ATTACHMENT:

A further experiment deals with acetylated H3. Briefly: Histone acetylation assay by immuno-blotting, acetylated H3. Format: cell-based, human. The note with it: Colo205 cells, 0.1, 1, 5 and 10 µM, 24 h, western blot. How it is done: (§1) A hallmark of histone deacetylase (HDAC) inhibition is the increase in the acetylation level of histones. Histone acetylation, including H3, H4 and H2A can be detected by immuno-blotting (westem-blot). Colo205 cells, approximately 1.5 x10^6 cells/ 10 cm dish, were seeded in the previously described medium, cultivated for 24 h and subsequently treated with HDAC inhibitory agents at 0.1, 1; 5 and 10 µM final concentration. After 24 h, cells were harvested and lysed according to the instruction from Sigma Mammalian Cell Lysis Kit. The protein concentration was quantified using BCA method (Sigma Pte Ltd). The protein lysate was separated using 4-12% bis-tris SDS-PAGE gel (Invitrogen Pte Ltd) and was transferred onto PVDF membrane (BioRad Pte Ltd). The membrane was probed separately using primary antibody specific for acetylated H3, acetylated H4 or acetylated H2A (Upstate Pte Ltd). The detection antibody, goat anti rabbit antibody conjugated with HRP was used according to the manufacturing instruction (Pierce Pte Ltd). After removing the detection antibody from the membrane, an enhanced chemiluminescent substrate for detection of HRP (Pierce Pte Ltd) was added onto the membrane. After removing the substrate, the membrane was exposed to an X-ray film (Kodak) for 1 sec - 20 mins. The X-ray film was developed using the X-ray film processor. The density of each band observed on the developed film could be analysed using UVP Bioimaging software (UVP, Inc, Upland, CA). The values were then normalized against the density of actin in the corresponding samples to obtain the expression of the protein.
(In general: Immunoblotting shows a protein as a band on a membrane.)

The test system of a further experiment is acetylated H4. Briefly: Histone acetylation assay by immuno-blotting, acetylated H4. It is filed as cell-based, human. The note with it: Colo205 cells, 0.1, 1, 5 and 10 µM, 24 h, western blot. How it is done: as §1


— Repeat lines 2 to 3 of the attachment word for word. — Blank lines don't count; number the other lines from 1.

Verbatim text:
(In general: Immunoblotting shows a protein as a band on a membrane.)

The test system of a further experiment is acetylated H4. Briefly: Histone acetylation assay by immuno-blotting, acetylated H4. It is filed as cell-based, human. The note with it: Colo205 cells, 0.1, 1, 5 and 10 µM, 24 h, western blot. How it is done: as §1